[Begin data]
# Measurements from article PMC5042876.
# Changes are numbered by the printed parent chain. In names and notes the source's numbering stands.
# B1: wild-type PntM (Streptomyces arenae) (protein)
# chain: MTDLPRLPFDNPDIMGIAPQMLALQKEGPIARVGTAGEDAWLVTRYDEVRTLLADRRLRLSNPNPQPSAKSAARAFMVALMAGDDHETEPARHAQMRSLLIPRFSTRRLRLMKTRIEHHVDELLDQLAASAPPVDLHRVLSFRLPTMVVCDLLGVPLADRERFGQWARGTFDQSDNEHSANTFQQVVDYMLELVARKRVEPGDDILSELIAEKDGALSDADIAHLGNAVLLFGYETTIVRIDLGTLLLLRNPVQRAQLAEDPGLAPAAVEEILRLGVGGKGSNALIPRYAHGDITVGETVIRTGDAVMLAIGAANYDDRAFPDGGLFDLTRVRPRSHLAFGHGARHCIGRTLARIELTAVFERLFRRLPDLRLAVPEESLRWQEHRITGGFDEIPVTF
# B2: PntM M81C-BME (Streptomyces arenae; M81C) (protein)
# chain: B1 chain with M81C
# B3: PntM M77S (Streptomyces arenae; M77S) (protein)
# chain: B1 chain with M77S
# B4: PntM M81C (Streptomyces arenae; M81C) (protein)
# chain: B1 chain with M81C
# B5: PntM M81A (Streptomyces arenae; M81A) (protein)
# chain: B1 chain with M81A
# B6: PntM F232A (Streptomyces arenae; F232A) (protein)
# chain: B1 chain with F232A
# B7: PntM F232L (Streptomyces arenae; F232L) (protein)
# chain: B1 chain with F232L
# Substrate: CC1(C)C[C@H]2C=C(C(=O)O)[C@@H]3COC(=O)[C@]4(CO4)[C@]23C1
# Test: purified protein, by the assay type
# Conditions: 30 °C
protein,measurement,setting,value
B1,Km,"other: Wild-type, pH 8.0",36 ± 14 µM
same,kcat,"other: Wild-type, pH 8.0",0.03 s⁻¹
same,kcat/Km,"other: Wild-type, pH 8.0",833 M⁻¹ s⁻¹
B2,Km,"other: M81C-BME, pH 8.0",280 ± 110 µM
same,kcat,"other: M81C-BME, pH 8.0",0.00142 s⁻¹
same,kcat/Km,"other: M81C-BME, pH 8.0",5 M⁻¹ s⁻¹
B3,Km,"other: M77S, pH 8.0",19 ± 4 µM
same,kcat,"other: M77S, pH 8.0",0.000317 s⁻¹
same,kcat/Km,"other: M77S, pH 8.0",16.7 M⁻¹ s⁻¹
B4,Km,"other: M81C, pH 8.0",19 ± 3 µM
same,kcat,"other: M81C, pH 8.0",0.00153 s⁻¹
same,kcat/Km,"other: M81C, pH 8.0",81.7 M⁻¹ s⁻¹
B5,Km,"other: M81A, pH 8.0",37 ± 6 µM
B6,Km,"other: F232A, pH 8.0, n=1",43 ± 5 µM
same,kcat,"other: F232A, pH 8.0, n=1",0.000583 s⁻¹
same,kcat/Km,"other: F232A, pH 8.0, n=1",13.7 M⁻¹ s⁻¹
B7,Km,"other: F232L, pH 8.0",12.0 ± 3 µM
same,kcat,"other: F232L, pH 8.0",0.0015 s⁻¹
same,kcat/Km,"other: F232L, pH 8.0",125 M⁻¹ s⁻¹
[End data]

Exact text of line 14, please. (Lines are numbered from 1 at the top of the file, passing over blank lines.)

# chain: B1 chain with F232A